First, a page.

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Presidential Lecture Series on
Global Leadership and Sustainability

David M. Berube

"Emerging Technologies, Energy and Public Engagement"
David M. Berube, Ph.D.

Monday, April 18, 2016, 5:30 p.m
Aloha Tower Marketplace, Multi Purpose Room 3

This lecture examined a set of emerging technologies, their impact on the energy footprint, and the signatures they leave on the surrounding ecosystems and communities. In recent years, it has become increasingly difficult for the average citizen to stay informed about energy policy due to rapid advancements in contemporary science and technology. As a result, the public’s participation in decision making over energy policy in Hawai‘i and across the planet has become problematic.

David M. Berube, Ph.D., is a Research Professor at North Carolina State University (NCSU) in science and technology communication. He teaches graduate seminars in risk, fear, disaster, and climate change science communication, and co-ordinates a project at NCSU on Public Communication of Science and Technology committed to quantitative work in the social science of science. He wrote Nano-Hype: The Truth behind the Nanotechnology Buzz (Prometheus Books, 2006) recently translated into Japanese. He is the social science director of the Research Triangle Nanotechnology Network involving Duke and UNC Chapel Hill.

The HPU Presidential Lecture Series on Global Leadership and Sustainability is made possible through a generous grant from Hawaiian Electric Industries. HPU is pleased to offer the series as a means of enhancing the intellectual life not only of the HPU community, but for Honolulu and the state. Admission to all lectures is free of charge although some lectures may require advanced registration. The series is sponsored by the Office of the President.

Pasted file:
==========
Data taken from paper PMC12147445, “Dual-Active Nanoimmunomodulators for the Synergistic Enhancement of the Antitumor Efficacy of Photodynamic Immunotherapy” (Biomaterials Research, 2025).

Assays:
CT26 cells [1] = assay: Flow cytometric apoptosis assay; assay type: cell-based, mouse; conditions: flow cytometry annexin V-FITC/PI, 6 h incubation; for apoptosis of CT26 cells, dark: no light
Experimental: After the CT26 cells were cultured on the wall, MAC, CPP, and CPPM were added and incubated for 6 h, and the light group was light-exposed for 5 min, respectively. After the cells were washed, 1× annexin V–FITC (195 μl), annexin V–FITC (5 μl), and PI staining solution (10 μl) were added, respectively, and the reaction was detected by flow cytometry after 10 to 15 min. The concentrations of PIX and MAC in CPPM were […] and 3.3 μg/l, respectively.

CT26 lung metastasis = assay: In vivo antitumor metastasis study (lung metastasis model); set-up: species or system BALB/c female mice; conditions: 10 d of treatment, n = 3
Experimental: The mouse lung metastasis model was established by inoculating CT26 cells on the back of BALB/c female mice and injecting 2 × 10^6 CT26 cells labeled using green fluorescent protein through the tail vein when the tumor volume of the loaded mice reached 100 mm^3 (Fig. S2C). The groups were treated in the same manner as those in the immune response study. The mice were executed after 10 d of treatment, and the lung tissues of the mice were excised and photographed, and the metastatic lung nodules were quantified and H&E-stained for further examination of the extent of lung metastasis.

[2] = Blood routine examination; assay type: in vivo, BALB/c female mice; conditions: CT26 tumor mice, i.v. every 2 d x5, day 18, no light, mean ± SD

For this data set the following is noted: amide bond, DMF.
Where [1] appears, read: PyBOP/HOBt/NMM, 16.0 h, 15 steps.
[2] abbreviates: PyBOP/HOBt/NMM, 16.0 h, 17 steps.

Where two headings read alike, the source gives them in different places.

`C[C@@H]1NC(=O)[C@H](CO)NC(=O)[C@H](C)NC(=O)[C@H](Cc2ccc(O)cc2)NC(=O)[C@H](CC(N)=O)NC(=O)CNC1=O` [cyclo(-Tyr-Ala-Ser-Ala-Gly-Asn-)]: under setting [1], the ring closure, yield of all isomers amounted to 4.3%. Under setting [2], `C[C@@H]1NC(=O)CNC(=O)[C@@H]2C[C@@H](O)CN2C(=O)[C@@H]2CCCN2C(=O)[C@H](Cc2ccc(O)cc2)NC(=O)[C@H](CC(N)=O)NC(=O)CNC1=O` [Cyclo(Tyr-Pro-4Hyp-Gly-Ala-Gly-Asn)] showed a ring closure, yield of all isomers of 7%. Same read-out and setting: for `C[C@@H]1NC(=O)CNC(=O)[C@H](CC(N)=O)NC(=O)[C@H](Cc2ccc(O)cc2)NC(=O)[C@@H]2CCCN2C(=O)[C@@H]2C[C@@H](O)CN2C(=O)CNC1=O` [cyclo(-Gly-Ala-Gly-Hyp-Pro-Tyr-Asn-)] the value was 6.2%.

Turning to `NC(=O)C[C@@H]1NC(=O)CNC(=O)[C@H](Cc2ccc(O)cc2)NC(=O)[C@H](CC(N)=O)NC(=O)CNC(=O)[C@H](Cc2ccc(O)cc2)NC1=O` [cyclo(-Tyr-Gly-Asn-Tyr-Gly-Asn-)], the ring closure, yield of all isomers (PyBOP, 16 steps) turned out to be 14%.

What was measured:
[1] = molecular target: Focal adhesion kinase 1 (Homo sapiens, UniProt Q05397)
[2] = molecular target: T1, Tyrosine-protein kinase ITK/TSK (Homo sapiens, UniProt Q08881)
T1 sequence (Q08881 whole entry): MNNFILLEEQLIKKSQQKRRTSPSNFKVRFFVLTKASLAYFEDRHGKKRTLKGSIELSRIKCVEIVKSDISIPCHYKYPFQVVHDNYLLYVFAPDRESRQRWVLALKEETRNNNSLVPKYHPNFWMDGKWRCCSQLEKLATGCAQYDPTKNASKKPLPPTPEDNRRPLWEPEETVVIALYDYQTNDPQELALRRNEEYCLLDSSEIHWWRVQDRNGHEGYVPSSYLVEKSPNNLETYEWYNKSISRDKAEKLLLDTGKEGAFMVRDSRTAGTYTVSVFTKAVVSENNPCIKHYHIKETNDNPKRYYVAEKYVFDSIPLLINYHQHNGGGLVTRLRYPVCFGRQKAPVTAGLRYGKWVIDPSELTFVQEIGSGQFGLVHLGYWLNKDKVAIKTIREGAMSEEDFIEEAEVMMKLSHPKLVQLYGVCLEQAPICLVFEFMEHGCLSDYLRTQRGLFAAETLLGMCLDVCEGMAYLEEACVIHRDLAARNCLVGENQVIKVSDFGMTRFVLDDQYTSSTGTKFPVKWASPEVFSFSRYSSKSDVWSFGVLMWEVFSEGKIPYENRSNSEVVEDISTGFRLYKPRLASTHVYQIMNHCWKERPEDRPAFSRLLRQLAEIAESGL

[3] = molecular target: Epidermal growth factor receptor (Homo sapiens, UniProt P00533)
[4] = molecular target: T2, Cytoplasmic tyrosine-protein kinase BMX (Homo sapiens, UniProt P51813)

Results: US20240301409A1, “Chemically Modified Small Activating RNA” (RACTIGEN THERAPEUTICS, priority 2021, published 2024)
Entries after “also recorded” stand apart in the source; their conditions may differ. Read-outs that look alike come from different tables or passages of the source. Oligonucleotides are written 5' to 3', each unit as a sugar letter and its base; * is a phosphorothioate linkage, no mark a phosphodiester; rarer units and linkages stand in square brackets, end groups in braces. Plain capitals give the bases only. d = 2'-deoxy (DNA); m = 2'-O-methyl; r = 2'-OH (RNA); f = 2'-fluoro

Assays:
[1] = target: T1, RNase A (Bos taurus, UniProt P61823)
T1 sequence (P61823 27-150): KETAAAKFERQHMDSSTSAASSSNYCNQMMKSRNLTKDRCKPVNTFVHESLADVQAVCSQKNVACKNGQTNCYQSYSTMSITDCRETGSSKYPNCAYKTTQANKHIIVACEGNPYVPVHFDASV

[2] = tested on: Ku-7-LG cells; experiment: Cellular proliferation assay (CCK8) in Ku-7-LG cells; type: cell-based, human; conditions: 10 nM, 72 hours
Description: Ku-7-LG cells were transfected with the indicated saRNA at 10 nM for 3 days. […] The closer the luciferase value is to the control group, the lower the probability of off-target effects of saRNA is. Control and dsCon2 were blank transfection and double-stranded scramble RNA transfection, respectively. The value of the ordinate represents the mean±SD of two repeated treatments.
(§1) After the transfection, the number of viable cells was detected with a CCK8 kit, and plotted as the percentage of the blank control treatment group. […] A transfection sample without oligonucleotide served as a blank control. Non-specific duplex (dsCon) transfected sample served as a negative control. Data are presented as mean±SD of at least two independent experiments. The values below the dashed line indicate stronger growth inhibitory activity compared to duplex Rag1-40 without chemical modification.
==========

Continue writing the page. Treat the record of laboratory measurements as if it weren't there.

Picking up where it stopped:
Previously in the series:

"Can Science Save Us? Advice for the Next President of the United States"
Neal F. Lane, Ph.D.

Thursday, Feb. 18, 2016

Neal F. Lane, Ph.D., serves as Senior Fellow for Science and Technology at Rice University’s James A. Baker III Institute for Public Policy and is the Malcolm Gillis University Professor Emeritus and Professor of Physics and Astronomy Emeritus. He discussed the challenges of translating scientific knowledge into public policy. Lane served as Assistant to the President for Science and Technology and Director of the White House Office of Science and Technology Policy and director of the National Science Foundation under U.S. President Bill Clinton.

"Investing in Nature for Resilient Societies and a Sustainable Future"
Inger Andersen
Tuesday, February 9, 2016

Inger Andersen is the Director General of the International Union for Conservation of Nature (IUCN). The IUCN helps the world find pragmatic solutions to our most pressing environment and development challenges. It is the world’s oldest and largest global environmental organization. She was the inaugural speaker of the series.